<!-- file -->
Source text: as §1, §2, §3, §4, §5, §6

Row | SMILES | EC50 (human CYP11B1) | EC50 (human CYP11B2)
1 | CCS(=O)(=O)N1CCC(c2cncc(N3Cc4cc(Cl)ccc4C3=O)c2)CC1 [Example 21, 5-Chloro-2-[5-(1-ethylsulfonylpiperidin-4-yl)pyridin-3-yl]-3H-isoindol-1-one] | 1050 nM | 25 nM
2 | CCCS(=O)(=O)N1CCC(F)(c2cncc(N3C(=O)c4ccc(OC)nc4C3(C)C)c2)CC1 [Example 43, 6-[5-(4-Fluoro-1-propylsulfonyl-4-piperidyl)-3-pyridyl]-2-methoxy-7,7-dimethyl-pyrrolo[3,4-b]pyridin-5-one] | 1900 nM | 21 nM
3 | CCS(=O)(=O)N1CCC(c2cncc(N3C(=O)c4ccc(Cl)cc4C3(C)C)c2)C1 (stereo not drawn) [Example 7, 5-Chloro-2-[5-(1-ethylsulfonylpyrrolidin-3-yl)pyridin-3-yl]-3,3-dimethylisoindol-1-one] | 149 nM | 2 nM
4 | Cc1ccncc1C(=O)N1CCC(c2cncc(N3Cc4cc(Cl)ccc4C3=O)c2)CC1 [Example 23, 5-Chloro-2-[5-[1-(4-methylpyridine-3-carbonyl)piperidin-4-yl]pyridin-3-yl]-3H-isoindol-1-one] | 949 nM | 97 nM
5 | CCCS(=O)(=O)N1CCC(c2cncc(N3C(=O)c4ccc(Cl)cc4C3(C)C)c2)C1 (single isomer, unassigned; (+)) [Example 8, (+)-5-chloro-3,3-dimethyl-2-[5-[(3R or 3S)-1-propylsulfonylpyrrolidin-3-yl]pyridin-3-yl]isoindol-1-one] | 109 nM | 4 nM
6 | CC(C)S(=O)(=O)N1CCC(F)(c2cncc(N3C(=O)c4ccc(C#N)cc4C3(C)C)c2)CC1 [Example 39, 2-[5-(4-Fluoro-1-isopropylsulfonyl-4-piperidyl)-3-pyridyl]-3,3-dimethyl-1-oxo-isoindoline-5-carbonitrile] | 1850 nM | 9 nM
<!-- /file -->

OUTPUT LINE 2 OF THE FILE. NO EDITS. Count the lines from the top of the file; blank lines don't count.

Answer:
Row | SMILES | EC50 (human CYP11B1) | EC50 (human CYP11B2)